The Shock of the Old

The Shock of the Old

Technology and Global History Since 1900

Book - 2007
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From the books of H.G. Wells to the press releases of NASA, we are awash in cliched claims about technology and history, writes David Edgerton. Now, in The Shock of the Old, Edgerton offers a startling new and fresh way of thinking about the history of technology, radically revising our ideasabout the interaction of technology and society in the past and in the present. Our sense of technological time--and our thinking about technology and production, nationalism, war, and more besides--will all be changed, and to a surprising degree. Modern technology, writes Edgerton, is not just a matter of electricity, mass production, aerospace, nuclear power, and the internet. It also involves the rickshaw, the horse, corrugated iron, cement, DDT, small arms, flat-pack furniture and the refrigerator. The Shock of the Old challengesus to view the history of technology in terms of what everyday people have actually used--and continue to use around the world--rather than just what was invented. The reader discovers that many highly touted technologies--from the V-2 rocket to the Concorde jet--have been costly failures. On theother hand, corrugated iron emerges as hugely important, a truly global technology. Its cheapness, lightness, ease of use and long life made it a ubiquitous material in the poor world in a way it never had been in the rich world. Edgerton reassesses the significance of such acclaimed inventions asthe Pill and IT, and underscores the continued importance of unheralded technology, debunking the idea that we live in an era of ever-increasing invention and casting doubt upon the many naive assertions about "the information age." A provocative history in the mold of Simon Schama, David S. Landes, and Eric Hobsbawm, The Shock of the Old provides an entirely new way of looking historically at the relationship between technology and society as well as invention and innovation themselves.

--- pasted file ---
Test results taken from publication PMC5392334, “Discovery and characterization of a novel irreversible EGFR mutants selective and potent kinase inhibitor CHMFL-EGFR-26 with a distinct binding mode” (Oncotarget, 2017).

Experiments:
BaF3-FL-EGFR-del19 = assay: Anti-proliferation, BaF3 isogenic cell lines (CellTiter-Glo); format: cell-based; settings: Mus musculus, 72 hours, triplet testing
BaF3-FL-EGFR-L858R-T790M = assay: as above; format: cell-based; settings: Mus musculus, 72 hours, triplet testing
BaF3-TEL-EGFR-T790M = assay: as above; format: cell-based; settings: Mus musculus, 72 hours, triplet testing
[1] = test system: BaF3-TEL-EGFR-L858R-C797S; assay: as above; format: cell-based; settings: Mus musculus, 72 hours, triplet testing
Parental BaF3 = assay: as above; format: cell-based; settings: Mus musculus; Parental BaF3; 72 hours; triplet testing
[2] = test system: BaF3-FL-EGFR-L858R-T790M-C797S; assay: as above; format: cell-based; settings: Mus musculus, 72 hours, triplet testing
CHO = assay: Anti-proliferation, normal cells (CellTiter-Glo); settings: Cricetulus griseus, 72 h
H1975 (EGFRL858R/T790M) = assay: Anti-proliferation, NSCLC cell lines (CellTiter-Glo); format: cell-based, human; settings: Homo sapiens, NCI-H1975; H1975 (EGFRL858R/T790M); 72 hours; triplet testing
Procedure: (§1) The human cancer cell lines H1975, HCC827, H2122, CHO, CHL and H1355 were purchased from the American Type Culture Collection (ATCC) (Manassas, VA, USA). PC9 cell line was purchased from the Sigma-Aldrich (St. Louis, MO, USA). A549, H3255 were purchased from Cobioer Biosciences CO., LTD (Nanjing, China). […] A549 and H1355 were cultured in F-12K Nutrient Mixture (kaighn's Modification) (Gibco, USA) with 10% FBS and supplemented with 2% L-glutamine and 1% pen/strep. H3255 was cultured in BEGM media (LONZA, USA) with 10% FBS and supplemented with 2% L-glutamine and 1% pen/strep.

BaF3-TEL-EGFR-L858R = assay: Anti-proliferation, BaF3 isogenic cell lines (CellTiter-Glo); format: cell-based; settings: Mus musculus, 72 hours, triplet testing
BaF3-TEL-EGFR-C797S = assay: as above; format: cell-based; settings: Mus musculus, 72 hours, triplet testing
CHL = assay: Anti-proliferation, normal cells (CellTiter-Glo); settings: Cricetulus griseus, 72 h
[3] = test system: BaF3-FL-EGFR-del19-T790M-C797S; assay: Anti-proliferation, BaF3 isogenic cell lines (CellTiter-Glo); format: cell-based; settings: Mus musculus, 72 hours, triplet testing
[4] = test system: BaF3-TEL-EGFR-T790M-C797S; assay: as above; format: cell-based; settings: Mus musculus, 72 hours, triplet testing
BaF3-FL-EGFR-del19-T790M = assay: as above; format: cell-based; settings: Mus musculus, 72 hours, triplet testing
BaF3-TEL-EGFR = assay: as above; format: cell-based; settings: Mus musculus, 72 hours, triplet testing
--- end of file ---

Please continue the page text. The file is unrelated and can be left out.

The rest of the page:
Publisher: Oxford ; New York : Oxford University Press, 2007.
ISBN: 9780195322835
Branch Call Number: 609.04 EDG
Characteristics: xviii, 270 pages : illustrations ; 25 cm


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Jun 03, 2012

A comprehensive and objective view of invention and innovation as the author tries to show that most of what is new is really what has been before.
Interesting stats, and lots of references to back up his assertions. Governments have been the instigators of many inventions and developments via government spending via the military. Larger companies shirk Research and Development at their peril. Most all top companies have active research facilities and have been around for over 100 years -- that speaks lots. Good reading for those trying to counter the creepy growth of the anti-government leagues. Academe is not such a great source of new ideas; its still the individual, and laboratories, work shops and such of both governments and private industry. Most discoveries are work related. 80,000 patents per annum do not mean much as no value can be ascertained. Very interesting read

Aug 22, 2008

An interesting view of technology from a different angle. However, there are many assertations with limited proof or argument to back them up. In addition, the authors politics leak through in several places.

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